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Espresso: Lever Espresso Machines
Feedback on my technique please
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Discussions > Espresso > Lever Espresso > Feedback on my...  
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frankward
Senior Member
frankward
Joined: 9 Feb 2013
Posts: 39
Location: Massachusetts
Expertise: I live coffee

Espresso: La Pavoni Professional Gold,...
Grinder: Mazzer Mini, OE Pharos
Drip: Hario, Chemex
Roaster: Hottop
Posted Thu Nov 28, 2013, 9:23am
Subject: Re: Feedback on my technique please
 

There are so many good suggestions on this thread. I'll suggest a $10 Polder thermometer with a thick rubber band to hold it onto the group head. It doesn't matter how accurate the temperature is as long as it is consistent. You want to know what temp. works best. I like the first shot in the 180 degrees F. The next shot is in the early 190s -- that is often the best. Once the temp nears 200 there is a danger of too much steam resulting in a cough when you release the porta filter.

Another suggestion is to get a bottomless portafilter. The conversion of your existing filter might cost you $20 to 40 bucks. The crotchless basket holder gives you so much information on the status of your puck and pull. I didn't get great espresso from my PPG Millenium until I could see that my puck was channelling and I needed to change my technique to even the pressure with better tamping. Now I can control my pull to maintain a perfect cone of espresso into the cup.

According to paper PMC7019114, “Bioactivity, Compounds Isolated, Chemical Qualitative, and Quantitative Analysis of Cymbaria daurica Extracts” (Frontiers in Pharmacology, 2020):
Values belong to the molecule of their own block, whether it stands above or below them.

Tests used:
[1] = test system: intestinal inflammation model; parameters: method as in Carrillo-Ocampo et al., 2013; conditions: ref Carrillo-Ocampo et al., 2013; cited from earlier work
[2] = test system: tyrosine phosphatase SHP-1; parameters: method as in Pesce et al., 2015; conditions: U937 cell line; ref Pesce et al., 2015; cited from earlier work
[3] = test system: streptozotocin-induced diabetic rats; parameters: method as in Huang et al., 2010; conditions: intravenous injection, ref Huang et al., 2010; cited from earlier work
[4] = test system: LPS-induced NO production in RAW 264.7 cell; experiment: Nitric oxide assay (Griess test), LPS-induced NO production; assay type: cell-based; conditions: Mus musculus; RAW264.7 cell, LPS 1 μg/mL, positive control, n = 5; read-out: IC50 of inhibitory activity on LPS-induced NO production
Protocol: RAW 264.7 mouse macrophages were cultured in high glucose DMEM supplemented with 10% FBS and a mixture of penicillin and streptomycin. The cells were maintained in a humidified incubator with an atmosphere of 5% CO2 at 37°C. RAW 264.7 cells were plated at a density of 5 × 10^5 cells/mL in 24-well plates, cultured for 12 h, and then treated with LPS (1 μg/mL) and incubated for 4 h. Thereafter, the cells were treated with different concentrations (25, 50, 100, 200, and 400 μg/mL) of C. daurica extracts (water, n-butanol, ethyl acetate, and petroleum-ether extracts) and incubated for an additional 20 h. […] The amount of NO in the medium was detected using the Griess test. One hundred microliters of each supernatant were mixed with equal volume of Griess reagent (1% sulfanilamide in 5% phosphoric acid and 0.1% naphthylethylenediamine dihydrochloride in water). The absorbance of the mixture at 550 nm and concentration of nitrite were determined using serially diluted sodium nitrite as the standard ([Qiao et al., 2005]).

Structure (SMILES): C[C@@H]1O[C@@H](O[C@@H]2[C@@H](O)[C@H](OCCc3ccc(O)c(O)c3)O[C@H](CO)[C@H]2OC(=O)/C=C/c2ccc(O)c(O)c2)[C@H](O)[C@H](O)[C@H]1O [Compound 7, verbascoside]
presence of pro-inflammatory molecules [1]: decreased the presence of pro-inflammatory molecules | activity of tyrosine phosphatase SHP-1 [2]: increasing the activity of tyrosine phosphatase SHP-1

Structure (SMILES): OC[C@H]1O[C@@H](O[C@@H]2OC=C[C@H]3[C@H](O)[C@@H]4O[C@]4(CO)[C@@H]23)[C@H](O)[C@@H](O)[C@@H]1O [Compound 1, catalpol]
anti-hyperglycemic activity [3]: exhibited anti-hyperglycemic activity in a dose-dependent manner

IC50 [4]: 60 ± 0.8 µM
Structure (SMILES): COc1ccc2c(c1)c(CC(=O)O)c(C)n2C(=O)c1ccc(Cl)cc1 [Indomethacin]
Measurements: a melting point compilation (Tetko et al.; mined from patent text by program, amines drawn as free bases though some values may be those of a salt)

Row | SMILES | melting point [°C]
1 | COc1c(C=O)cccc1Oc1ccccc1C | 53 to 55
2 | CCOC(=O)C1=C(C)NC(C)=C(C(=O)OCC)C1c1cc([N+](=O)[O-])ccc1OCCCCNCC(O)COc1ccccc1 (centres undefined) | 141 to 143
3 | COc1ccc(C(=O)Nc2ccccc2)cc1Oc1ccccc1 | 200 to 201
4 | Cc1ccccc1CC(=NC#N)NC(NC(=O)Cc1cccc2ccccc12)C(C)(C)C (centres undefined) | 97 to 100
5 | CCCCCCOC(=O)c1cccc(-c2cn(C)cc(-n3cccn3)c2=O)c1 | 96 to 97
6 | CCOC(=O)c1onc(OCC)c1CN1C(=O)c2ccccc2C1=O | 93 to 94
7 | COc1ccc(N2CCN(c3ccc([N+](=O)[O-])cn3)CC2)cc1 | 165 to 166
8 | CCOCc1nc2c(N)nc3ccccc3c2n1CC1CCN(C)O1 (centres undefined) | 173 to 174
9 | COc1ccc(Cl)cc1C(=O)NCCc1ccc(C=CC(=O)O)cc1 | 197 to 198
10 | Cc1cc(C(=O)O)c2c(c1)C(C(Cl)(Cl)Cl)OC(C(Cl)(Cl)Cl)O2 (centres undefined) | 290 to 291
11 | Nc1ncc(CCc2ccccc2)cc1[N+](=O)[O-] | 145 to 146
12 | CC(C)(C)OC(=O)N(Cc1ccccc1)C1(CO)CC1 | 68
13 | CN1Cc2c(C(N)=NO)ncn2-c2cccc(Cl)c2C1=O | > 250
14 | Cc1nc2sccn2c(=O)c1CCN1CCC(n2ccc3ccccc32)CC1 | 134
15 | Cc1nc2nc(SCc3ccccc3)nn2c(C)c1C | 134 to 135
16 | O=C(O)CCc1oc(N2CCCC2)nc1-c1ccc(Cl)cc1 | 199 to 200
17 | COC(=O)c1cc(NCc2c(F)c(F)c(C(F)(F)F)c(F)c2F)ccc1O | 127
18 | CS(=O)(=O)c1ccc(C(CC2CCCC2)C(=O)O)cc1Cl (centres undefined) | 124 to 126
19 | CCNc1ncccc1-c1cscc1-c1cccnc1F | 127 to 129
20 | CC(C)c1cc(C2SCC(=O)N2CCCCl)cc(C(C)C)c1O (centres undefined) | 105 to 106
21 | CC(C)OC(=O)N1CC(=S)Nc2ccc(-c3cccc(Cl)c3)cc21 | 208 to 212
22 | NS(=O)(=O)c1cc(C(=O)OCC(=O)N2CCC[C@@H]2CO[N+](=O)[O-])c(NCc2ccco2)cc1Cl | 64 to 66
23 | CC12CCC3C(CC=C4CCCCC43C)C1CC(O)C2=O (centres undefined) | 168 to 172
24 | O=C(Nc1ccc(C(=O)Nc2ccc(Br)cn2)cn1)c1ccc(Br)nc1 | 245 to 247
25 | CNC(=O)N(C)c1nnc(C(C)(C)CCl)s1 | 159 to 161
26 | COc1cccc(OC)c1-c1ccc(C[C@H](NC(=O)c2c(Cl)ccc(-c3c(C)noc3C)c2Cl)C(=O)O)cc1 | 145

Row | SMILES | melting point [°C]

Enjoy.
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Buckley
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Joined: 25 Jan 2011
Posts: 423
Location: Internet
Expertise: I love coffee

Posted Fri Dec 20, 2013, 5:45am
Subject: Re: Feedback on my technique please
 

Perhaps I can jump onto this thread in the spirit that the OP created instead of starting a whole new thread.

This is the first week with my premillenial Europiccola 8 after learning basic respect for tamping, temperature and freshness from a Mypressi for three years.  The shots have quickly become acceptable, but no better than that, for the most part.  Specifically, I am having trouble with my pulls.

The basic setup is a stock LP 49mm double basket, stock portafilter, a Compak K-10, quality beans ground by day 17 or frozen and ground by post-thaw day 7.  The LP 8 cup has been improved with an added pressure gauge, thankfully.

Being at the beginning of the learning curve and I can see that there is a lot to learn about the temperature physics of the Europiccola it requires a balancing act between consistency and making measured and informed changes based upon experience.  My typical procedures have been to fill the basket with 11 gm.  The grind is both sieved and WDT to try to minimize the occurrence of channeling, since I am infusing blindly.  The group and PF are flushed with perhaps oz to bring them up to temp once the gauge needle rises a bit off of the stop.  The basket is locked in and the two-position switched is toggled for the target pressure.